News Release: Hawaii-Based Service Members May Be Eligible For Compensation

Posted on Dec 16, 2014 in News Releases

DEPARTMENT OF COMMERCE AND CONSUMER AFFAIRS
Office of Consumer Protection

DAVID Y. IGE
GOVERNOR

KEALII S. LOPEZ
DIRECTOR

BRUCE KIM
OCP EXECUTIVE DIRECTOR

FOR IMMEDIATE RELEASE
Dec. 16, 2014

Hawaii-Based Service Members May Be Eligible For Compensation
State Works with CFPB on Settlement Regarding Rome Finance

HONOLULU – The Department of Commerce and Consumer Affairs’ (DCCA) Office of Consumer Protection (OCP) announced today that some Hawaii-based service members may be eligible to receive compensation arising from hidden finance charges incurred in connection with their purchase of consumer electronic products through a company called Rome Finance.

Under a July 2014 settlement agreement the Consumer Financial Protection Bureau (CFPB) and 13 states obtained approximately $92 million in debt relief from Colfax Capital Corporation and Culver Capital, LLC, also collectively known as “Rome Finance,” for about 17,000 U.S. service members and other consumers harmed by the company’s predatory lending scheme. Rome Finance lured consumers with the promise of no money down and instant financing then masked expensive finance charges by artificially inflating the disclosed price of the consumer goods being sold. Rome Finance also withheld information on billing statements and illegally collected on loans that were void. Rome Finance and two of its owners are permanently banned from consumer lending.

Colfax, formerly known as Rome Finance Co., Inc., is a California consumer lending company and Culver is its wholly owned subsidiary, formerly known as Rome Finance LLC. The companies offered credit to consumers purchasing computers, video game consoles, televisions, or other products.

“This settlement underscores that predatory lending practices targeting service members and their families are reprehensible and will not be tolerated,” said OCP Executive Director Bruce Kim. “The Office of Consumer Protection welcomes this opportunity to assist the CFPB in reaching out to affected Hawaii consumers. All service members who dealt with this company should receive the relief provided for under the settlement and submit their claims to the CFPB if they believe they are eligible for compensation.”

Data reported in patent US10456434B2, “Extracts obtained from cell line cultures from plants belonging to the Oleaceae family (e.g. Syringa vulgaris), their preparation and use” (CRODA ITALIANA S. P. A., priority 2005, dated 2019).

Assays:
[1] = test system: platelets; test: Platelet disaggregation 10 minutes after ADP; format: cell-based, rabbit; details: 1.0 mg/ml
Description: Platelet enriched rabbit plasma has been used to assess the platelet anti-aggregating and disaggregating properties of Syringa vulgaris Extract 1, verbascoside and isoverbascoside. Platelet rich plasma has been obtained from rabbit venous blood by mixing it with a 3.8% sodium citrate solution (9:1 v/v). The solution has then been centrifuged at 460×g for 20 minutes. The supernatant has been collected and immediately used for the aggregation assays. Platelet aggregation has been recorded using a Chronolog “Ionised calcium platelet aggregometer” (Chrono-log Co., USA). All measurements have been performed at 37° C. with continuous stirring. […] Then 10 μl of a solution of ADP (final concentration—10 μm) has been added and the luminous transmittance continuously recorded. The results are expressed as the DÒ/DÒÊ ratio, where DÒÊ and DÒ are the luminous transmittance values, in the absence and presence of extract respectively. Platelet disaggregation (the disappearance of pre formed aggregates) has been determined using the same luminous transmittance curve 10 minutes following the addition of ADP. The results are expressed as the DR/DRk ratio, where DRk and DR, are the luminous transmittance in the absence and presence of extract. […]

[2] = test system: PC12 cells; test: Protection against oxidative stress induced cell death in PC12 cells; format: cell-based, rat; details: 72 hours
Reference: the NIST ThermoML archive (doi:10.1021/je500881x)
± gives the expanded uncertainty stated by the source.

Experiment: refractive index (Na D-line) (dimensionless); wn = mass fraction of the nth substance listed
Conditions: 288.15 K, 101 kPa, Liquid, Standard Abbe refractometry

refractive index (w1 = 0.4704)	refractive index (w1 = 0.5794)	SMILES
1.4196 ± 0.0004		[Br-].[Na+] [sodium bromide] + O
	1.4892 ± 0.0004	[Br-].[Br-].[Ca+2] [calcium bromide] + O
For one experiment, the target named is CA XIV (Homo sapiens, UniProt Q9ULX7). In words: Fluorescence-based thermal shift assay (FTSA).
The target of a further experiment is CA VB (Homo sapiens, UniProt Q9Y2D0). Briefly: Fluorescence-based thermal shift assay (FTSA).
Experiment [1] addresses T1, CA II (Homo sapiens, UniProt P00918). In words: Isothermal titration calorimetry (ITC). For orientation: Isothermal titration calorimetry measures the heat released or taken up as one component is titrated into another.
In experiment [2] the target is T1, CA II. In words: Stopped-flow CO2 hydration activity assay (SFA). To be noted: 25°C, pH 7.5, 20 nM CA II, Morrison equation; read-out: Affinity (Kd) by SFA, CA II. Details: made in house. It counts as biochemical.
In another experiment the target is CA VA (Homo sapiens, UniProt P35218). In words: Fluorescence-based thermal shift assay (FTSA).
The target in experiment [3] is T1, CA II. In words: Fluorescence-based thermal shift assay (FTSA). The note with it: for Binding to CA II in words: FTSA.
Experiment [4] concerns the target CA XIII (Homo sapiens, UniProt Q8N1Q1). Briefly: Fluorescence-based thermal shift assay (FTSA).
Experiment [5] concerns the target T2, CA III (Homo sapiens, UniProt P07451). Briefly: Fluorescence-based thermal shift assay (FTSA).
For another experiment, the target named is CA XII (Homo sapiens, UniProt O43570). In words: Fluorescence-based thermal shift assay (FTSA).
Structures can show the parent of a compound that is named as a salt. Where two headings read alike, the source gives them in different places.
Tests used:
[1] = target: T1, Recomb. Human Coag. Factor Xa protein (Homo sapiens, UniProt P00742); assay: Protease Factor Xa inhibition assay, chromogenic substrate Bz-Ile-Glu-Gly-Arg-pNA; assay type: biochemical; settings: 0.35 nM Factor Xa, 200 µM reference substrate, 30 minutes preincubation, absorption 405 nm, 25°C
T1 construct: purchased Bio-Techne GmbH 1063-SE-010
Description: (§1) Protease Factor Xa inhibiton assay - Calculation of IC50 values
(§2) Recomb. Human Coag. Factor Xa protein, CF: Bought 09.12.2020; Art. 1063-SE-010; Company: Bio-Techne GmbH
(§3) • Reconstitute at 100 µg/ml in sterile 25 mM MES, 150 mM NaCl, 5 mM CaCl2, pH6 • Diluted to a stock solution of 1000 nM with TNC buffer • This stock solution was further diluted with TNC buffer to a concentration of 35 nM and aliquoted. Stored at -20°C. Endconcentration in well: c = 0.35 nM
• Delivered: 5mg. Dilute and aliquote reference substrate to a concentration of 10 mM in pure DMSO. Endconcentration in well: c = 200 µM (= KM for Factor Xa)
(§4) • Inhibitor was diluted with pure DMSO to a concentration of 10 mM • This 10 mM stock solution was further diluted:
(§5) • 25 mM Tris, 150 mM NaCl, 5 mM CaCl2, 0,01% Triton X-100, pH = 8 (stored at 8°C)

These products were typically sold at mall kiosks near military bases with the promise of instant financing with no money down. In some cases, Rome Finance was the initial creditor, and in other cases, Rome Finance provided indirect financing by agreeing to buy the financing contracts from merchants who sold the goods.

Service members and other consumers would fill out a credit application at the kiosk and, if approved, sign financing agreements that did not accurately disclose the amounts they would have to pay for that financing. These contracts generated millions for Rome Finance while saddling consumers with expensive debt. Rome Finance has been the subject of previous state and federal enforcement actions and Colfax is currently in Chapter 7 bankruptcy.

Under the settlement: a) Rome Finance and its related companies can no longer collect on the financing agreements; b) no additional payments are required or accepted on their financing agreements; and c) the Bankruptcy Trustee will contact credit reporting agencies to report that each affected consumer paid in full.

Anyone who signed up with Rome Finance should immediately stop additional payments on their loan/purchase agreements and should check their credit report to make sure it was updated appropriately. Any allotment payments to Rome Finance should be cancelled.

The agreement held out the possibility that affected service members who incurred hidden finance charges might be eligible for redress through the CFPB’s Civil Penalty Fund. The CFPB recently announced that $3.4 million from its Civil Penalty Fund will be allocated to fund redress payments to service members who signed financing agreements with Rome Finance. Further information on how to make a claim if a service member believes they incurred deceptive finance charges will be posted later on the CFPB website.

For further information about the settlement, go to:
http://www.consumerfinance.gov/newsroom/cfpb-and-13-state-attorneys-general-obtain-about-92-million-in-debt-relief-for-servicemembers-harmed-by-predatory-lending-scheme/.

Current information about the status of redress payments to qualifying service members can be obtained at the CFPB’s website: http://www.consumerfinance.gov/budget/civil-penalty-fund/

Hawaii consumers who believe they are affected may contact the DCCA’s Office of Consumer Protection for further information or assistance by calling 586-2630 on Oahu or through the DCCA’s website at: cca.hawaii.gov/OCP.

Neighbor Islands’ residents can call toll-free:

Kauai 274-3141, enter five digit extension code 73222.
Maui 984-2400, enter five digit extension code 73222.
Hawaii 974-4000, enter five digit extension code 73222.
Molokai and Lanai 1-800-468-4644, enter five digit extension code 73222

The State of Hawaii’s DCCA Office of Consumer Protection educates and protects consumers from unlawful acts or practices by companies, which may cause harm to consumers. If you have further questions about our services, contact the Office of Consumer Protection at (808) 586-2636.

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Media Contact:
Brent Suyama
DCCA Communications Officer
808-586-7582
bsuyama@dcca.hawaii.gov
cca.hawaii.gov